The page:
- And I opened this and thought, what on Earth’s this? Ooh, Christians Against Poverty, love them. You know, it was literally that kind of, love Christians Against Poverty. And realised that it was an executive director role and thought, that’s really interesting, wonder why dad’s sending that to me? And then cause of the note said, just read it. I have never read a job ad or a person spec, if you like, that felt like either I had written it or it had been written for me. Not just the skill base, I mean, the skill base was kind of one thing, but something about the kind of characteristics and person and the feel of, A, CAP, and B, the kind of person they wanted. And I knew exactly why my dad had sent it. Cause, I mean, it was like reading a description of me in a job ad. And I was really fascinated by it, and really taken with it, I have to say. And then set it to one side, and kept on coming back to it.

- [Dan] Like the book.

- Like the book, exactly, no. To be fair, me and the team or my team, we were just preparing to deliver the Winter Olympics in Pyeongchang. We’d also then got to deliver the Commonwealth, sorry, the World Cup in Russia and then the Commonwealth Games in Australia, this was a very, very busy time. I did not necessarily need to be distracted by a job that I wasn’t actually looking for. But God knew much better than that. And we prayed about it, we did pray about it a lot. And he kept on sort of just pressing. And in the end, I phoned my dad and said, look, I’ll phone the recruitment consultant and he said, good, have a conversation. And I had a great conversation with Ewan the recruitment consultant. And the thing that clinched it really, was the fact that at the end of the conversation, I was walking around an office at the BBC and he said, I’ll tell you what, Paula, let me just pray for you.” And I couldn’t believe that CAP was so on it with God. And so committed, that they even bothered to get a recruitment consultant that was a Christian. Genuinely surprised me because that’s so not normal, not of the sort of like, the real secular world, if you like. And he prayed a beautiful prayer over me and I put the phone down and thought, wow. And God was like, poking me.

- nudging, just nudging.

- This is right, this is. And the rest, as they say is history. I applied for the job.

- [Dan] Been with us for about a year now.

- Yes, got the job 18 months ago and been here a year after delivering all of those things.

- So, you obviously know about CAP. You’ve heard John speak, got the book. What is it about-

- Got the t‑shirt.

- The work of Christians Against Poverty. Yeah, got the Exhibition t‑shirt. What’s the work of the charity? What is it that drew you to kind of the purpose and the core of who Christians Against Poverty are?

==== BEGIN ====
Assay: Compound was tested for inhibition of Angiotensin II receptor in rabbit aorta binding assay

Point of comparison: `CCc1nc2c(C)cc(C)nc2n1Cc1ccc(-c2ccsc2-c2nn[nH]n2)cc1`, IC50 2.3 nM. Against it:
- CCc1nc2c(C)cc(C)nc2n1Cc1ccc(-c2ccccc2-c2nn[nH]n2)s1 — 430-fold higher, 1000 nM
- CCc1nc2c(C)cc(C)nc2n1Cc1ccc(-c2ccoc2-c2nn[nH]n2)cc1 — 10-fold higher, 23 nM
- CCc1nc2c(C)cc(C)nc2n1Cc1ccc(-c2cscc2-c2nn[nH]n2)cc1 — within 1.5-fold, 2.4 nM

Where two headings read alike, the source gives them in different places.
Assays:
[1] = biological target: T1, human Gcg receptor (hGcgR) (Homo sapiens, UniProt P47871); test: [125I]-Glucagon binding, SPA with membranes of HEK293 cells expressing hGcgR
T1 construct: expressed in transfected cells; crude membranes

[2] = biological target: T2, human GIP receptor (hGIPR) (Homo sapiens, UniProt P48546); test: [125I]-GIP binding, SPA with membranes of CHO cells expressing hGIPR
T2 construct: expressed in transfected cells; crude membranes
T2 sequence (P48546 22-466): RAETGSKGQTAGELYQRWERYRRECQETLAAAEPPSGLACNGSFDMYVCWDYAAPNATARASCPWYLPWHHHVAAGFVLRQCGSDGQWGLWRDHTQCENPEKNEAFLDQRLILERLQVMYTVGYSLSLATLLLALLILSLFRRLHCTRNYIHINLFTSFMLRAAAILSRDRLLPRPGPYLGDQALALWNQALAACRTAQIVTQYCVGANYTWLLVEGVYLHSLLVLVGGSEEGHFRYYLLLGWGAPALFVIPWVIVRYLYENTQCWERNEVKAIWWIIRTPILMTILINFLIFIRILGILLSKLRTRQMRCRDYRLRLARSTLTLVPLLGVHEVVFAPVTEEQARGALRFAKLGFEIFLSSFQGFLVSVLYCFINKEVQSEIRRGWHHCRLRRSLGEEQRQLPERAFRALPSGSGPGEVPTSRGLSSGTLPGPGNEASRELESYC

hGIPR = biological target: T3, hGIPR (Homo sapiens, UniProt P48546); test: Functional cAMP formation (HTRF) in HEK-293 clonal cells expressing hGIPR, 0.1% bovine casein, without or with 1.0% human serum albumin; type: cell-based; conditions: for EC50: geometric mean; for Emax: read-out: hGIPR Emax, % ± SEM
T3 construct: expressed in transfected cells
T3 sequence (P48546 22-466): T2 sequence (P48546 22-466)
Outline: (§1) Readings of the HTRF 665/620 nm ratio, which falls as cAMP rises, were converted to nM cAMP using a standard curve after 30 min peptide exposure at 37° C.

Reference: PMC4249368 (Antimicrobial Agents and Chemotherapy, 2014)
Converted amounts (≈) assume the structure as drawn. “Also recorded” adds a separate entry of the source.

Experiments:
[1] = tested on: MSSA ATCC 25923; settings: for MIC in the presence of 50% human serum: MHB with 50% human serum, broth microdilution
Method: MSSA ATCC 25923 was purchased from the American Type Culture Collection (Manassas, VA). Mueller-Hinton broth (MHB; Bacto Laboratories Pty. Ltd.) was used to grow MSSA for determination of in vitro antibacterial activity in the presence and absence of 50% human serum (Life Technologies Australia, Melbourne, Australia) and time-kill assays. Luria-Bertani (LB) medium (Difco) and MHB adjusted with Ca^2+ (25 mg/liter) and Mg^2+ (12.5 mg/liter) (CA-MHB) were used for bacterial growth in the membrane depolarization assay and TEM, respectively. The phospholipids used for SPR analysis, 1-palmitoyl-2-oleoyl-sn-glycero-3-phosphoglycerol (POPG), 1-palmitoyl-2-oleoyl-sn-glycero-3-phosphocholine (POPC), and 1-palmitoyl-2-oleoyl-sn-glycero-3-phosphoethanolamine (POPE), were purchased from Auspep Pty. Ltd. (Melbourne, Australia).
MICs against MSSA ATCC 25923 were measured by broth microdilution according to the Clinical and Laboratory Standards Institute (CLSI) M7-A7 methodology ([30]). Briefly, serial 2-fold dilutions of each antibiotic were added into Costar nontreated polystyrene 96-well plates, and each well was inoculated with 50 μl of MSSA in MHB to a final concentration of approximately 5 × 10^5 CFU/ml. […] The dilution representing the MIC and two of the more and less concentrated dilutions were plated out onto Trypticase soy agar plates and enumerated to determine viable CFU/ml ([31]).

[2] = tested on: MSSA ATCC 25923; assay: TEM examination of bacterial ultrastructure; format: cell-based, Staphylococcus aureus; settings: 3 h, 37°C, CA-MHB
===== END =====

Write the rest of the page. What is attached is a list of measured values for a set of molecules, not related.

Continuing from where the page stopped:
- Well, you know, when I say that God used many circumstances and situations in my life to bring me here, it was actually being in debt and going through an extremely difficult time that… really sort of solidified in my belief and passion for the work that CAP does. Even before I saw the job ad. My husband and I, we ran and owned a business in Marple, just actually down the road from here. I was still working at the BBC. I think it was full-time, maybe four days a week. We had two small children. One of them with a life-threatening illness. Things were very, very busy, but we had this beautiful business, it was a coffee shop, deli and restaurant. And it was very loved and we loved it. So we… ran that in a very small setting for quite a number of years. We only had a certain amount of covers. I think it was like 32 with 12 outside, something like that. So it was little and it was covering its costs and it was lovely, but we knew that actually, if we really wanted to make something of it, what we needed was a bigger premises, Cause we were constantly full. A great place to be. So we prayed about it and felt that God said, yep, yep, I’ll sort of walk with you on that journey. Went to the bank and talked to them about getting a business loan out so that we could expand and took a business plan. And the bank basically said, we love your business. It was a local bank who, the bank manager used to come into toast. And she said, I love the business, business plan, yep, great. And then a premises came up around the corner, twice the size, brilliant. And we moved in and like I say, things were very busy, but the first year went well and we hit all of our targets and all of our markers on the business plan. What we didn’t know at that time was that there was a recession lurking around the corner, and so was Costa Coffee. So what normally happened was that if another business opened up, whether it was a coffee shop or a deli or something like that, and they did over the years, that happened every couple of years. But your business would take an immediate hit. But then as… As more businesses opened, actually what happened was this kind of groundswell, because more people would come in from outside of Marple going, I know, we’ll go to Marple, because there’s really nice coffee shops there. There’s a couple of nice delis and you’d end up gaining back your own business and more. And it happened year on year on year on year. So we knew the trend, the problem was that actually, we also knew that having taken the business loan out, we’ve got three years that it was gonna be very, very, very tight. But we’d been fine for the first year, and we were kind of, okay, everything’s all right. But within eight, nine months, the business was ruined, actually. We couldn’t pay the rent, we owed money. We couldn’t pay the VAT bill. We owed creditors who, they’d become friends over the years, these local suppliers, thousands of pounds, that we ended up having to let our amazing staff go and Dan was completely broken. He was devastated. And you know, he felt that it was his fault. It wasn’t, absolutely wasn’t, but we just could not sustain at that period of time. And it was extremely traumatic and very, very difficult. Now… bear in mind that, you know, Dan and I went through kind of the loss of the business and ended up ultimately going through bankruptcy. We took countless calls from, basically, angry local suppliers that were once friends that had turned into enemies. Dan couldn’t even go into Marple. He ended up off of work for a whole year and was very, very poorly. It was an extremely difficult time for all of us.